With more than 30 years’ experience in the residential and commercial water treatment space, Mark Nelson is a Class 1 Drinking-Water Operator and a CBWA (Canadian Bottled Water Association) Certified Plant Operator. As founder and president of Nelson Water in Ottawa, Mark focuses on dealing with challenging water treatment system designs for problem water. He also heads the largest water bottling plant in the city of Ottawa with a delivery network throughout the Valley.
When many people think about E. coli, they think about cases of food poisoning, but these bacteria can actually live in water. While there are scenarios where certain foods can contain illness causing E. coli, this coliform is also found in water supplies. It is invisible to the naked eye and doesn’t alter the appearance, taste or odor of your water. So, here is some information you may need to know to ensure that your water is safe from E. Coli contamination.
The E. Coli Basics
Escherichia coli, or E. coli, is a diverse grouping of bacteria that are found in foods and the environment. E. coli is also found in the intestines of mammals including humans. Certain forms of E. coli can cause stomach upsets, while others can cause respiratory conditions, urinary tract problems and other types of illness.
Ecoli In Our Water
One of the common ways to come into contact with E. coli is through water contamination. E. coli can be present in animal and human waste, and this matter can be washed into rivers, lakes, streams and the groundwater. When these water sources are not adequately treated, it can allow E. coli to infiltrate drinking water supplies. Public water systems are required to notify consumers if contaminants such as E. coli have been detected in supplies. This will result in a boil order, as the water is not deemed safe. The Public Health Agency of Canada recommends that water be at a rolling boil for at least one minute when a boil order has been issued. This provides sufficient heat to kill any viruses, protozoa and bacteria such as E. coli that may be present in the water.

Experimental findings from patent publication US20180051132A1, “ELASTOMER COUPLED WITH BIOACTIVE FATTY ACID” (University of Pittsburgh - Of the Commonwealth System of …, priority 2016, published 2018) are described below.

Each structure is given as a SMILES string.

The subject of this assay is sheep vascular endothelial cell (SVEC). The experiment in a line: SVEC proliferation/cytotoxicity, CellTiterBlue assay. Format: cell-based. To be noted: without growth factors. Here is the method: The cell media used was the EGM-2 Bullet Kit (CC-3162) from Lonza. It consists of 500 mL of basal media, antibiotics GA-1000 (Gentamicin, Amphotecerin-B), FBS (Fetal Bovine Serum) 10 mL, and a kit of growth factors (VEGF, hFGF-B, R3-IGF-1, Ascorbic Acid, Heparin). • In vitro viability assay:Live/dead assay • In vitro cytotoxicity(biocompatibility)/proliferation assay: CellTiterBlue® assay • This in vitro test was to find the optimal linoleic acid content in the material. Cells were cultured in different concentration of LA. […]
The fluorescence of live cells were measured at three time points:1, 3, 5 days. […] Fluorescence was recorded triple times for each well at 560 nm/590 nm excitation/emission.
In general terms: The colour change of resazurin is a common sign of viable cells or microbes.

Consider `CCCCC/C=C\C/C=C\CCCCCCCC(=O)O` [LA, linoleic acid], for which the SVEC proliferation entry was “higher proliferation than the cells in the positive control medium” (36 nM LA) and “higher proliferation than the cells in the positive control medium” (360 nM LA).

Actions for E. coli Contaminated Water
If you discover that your water supply contains E. coli, you will need to avoid drinking tap water immediately. This also means discontinuing use of tap water for preparing food, making ice, brushing your teeth, mixing baby formula or any other activities that require ingesting water. You will need to discard any ice cubes that have been prepared with potentially contaminated water, and you should use bottled or pre-boiled water for your pets. In most cases, contaminated water is still fine for bathing and laundry, as you will not be consuming any tap water.
Does Your Water Contain E. coli?
If your water is from a municipal supply, your utility company will notify you if any contaminants like E. coli have been detected. If you have a private well water supply, the responsibility of ensuring your water is safe is your own.
Fortunately, there are water treatment specialists and professional labs that can test your water supply for hundreds of potential contaminants to ensure that your water is safe. If any contaminants are detected, you will need to consider a domestic water treatment device to ensure that your water supply is safe to drink. There is a wide range of options on the market, and your water specialist can advise you of the systems best suited to your specific needs. In the case of E. coli contamination, there are filtration systems and UV treatment devices that can effectively eliminate any traces of the bacteria from your water supply. Be sure to consult with a water treatment professional for more details.